Millican Weekends are a series of stories that celebrate the people making big adventures out of small pockets of time.
'It felt like we were in the peaks of Europe for longer than two days. Perhaps it was the changing weather, which felt more like changing seasons, or the curious feeling of being on the beach in the morning and a mile high into the mountains by evening.'
Words & Photography by Bobby Mills | @mobbybills
If you were on a boat, travelling from America to Europe, before any kind of computer technology, you'd be looking out for the Picos De Europa Mountains on the horizon as you approached the European continent. The soaring peaks lay just 20km inland from the shoreline and were used as a navigational reference for seafarers crossing the Atlantic. The highest peak, Torre de Cerredo, reaches 2,650m above sea level and might have seemed as though it was coming straight out of the water.
We were spending some time on the northern Spanish coast close to the mountain range when we heard of an unseasonal late-spring snowstorm on the forecast. With a couple of days spare we decided to head up into the mountains for a chance to wander in the snow with views of the Atlantic.
By late spring, the peaks are well and truly thawing out from the deep winter months. The rivers and waterfalls are full and deep, not raging anymore, and the daytime temperatures are comfortable if the winds are calm. The nights can still get cold but nothing a few extra layers cant keep at bay. The brown bears are out of hibernation and the ice climbers are up in the highest reaches of the range where sheer altitude keeps the ice from melting.
Straight roads from the coast turned into gently rolling corners as we started to climb. Before long we are slowly moving along twisting roads beneath tall limestone peaks and ridges. It felt a world away from the beach where we were in the morning.
The highest permanently habituated village in the peaks is Sotres. The village is surrounded by peaks and sits above a deep valley. We walked some 6 miles over the course of the afternoon crossing the valley and climbing the other side. The air was still and if I hadn't heard it on the forecast, you wouldn't have thought snow was on the way. Before sundown, we headed back to Sotres for some local blue cheese and to find a place to stay. With the snowstorm due overnight, we settled into the van for a fresh one.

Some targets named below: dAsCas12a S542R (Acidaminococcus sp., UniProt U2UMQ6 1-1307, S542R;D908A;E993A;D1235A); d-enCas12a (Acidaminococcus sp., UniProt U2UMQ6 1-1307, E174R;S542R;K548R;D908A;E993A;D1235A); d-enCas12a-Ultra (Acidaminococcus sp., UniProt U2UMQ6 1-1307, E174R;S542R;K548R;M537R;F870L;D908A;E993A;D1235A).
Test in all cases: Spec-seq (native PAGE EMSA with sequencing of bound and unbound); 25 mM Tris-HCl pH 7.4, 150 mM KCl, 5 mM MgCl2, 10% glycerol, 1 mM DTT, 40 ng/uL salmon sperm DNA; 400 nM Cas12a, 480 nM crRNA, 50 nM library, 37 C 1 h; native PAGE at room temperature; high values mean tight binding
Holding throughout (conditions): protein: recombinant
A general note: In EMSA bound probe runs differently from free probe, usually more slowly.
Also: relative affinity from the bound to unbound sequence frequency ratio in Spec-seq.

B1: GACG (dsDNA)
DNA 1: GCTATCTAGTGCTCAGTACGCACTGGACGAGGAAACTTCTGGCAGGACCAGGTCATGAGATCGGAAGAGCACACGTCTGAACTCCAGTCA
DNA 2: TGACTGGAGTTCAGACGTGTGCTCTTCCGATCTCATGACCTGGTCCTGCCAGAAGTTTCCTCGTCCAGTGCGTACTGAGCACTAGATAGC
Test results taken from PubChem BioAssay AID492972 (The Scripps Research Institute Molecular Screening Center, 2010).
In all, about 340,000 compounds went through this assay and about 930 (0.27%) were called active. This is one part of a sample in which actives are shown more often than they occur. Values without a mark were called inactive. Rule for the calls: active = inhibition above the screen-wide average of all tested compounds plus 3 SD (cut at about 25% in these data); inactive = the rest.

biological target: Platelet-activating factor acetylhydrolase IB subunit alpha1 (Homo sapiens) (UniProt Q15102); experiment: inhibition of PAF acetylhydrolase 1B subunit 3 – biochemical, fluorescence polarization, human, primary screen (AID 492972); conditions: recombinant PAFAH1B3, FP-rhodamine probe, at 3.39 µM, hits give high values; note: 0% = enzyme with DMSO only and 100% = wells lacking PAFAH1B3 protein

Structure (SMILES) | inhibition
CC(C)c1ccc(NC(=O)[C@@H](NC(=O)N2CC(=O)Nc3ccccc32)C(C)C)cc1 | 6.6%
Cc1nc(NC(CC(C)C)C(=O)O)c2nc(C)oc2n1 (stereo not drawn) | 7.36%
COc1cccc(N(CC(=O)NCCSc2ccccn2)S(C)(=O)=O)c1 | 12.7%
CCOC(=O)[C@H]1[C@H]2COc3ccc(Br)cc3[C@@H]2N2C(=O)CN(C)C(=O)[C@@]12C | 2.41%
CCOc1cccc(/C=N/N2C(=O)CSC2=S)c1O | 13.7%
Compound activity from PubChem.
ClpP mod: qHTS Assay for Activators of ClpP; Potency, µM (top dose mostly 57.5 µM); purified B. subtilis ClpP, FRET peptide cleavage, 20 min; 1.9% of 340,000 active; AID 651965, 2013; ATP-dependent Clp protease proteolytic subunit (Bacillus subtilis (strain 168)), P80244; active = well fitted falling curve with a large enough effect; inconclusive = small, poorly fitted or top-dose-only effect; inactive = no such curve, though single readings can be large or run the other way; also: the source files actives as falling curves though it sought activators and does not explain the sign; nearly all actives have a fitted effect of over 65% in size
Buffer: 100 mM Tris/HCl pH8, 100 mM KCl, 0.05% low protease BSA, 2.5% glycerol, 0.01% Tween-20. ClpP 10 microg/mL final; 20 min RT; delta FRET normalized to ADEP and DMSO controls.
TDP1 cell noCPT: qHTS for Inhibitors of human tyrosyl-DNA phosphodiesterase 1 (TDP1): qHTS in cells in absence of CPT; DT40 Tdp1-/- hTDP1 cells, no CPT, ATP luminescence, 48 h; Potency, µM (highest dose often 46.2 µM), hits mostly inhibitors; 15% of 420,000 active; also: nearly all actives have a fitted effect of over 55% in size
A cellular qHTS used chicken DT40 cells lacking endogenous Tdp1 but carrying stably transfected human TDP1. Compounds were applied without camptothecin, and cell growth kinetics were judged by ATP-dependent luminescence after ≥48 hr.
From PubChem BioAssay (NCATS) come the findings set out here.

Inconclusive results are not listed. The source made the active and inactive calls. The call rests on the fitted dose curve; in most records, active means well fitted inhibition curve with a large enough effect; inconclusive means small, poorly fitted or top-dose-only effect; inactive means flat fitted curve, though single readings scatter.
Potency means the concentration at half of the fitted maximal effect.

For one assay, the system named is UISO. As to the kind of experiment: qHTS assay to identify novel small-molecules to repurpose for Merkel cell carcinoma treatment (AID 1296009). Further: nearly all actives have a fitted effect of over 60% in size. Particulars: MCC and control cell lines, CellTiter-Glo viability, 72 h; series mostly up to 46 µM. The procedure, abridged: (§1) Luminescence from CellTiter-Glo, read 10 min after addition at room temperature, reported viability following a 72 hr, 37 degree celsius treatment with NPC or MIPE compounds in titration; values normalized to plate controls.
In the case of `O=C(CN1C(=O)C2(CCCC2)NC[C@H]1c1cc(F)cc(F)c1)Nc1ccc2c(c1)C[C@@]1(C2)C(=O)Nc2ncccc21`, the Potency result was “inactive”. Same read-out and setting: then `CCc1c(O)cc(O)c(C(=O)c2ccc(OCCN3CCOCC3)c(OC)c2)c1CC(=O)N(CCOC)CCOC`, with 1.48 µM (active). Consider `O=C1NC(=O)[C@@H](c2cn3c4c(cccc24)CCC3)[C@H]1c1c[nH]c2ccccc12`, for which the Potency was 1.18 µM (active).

Sunrise saw the peaks and the windscreen coated with a soft layer of snow. The sun slowly moved across the landscape highlighting the mountains in golden pink hues. We had a route planned for the day that would involve making our way around the Macondiu peak. At first light and totally by chance the summit was drenched in the beautiful morning light.
We're not experienced mountain hikers, nor do we get to spend much time surrounded by mountains so this was a pretty breath-taking place to be. The snow made it feel like winter, but before long the spring sun was warming our backs. Whilst we ate breakfast we saw some early morning ice climbers prepping for some action. Ice axes, crampons, and bunches of different ropes are all things I'm not familiar with. We figured the route we had in mind might be passable, but it was impossible to say how much snow had fallen up there overnight. We had a circular route planned if everything played ball, and were open to the idea of turning back if things got a bit dicey. I certainly hoped we weren't planning on going where the ice climbers were headed; not with our lack of knowledge and rose-tinted fuzzy mountain eyes.
The ice climber's set off before us and disappeared into the scaleless landscape. We slowly headed up, tracing their footsteps.
The Macondiu peak was an impressive form as we followed the trail. When everything is so big it's hard to get an idea of scale with nothing to reference, and distance is impossible to judge. It was nice to be walking here. Moving along at a refreshing three and a half miles an hour, maybe less, given the terrain. There was time to wonder about what animal might have left certain tracks, or spot the 'Rebeco', a local species of mountain deer which are abundant in the area. A couple of hours passed and we reached a mountain refuge. This was as high as we planned to go, any higher and perhaps that’s when you need all that gear I have no idea about. From here our route traced around the belly of the Macondiu peak in a northerly direction. The peak towered above us on one side and dropped off completely into a valley on the other side. It wasn't long before we got the view we'd hoped for.
It was a beautiful place to be, standing on a snowy ledge a mile above sea level. The layers of mountains before the faint blue horizon. One of the nicest things was that there were no buildings, no roads, and no planes in the sky, no ships on the water. It was a totally natural landscape of just mountains, ocean and sky.
We descended along a long trail that eventually dropped below the snow line, from the limestone boulders and ridges to woodland and grazing pastures. Spring had seemingly sprung again. Fresh green shoots on the trees and the faint sound of trickling water coming from the mountains as the fresh snow began melting as quickly as it fell the previous night. By the time we arrived back at the van, some nine hours after we set off, the grass that was completely covered in snow that morning was green again, with only the odd patch left.
It felt like we were in the peaks of Europe for far longer than two days. Perhaps it was the changing weather, which felt more like changing seasons, or the curious feeling of being on the beach in the morning, and a mile high in the mountains by the evening. Either way, it was a great couple of days surrounded by an incredible landscape with a couple of good walks thrown in for good measure.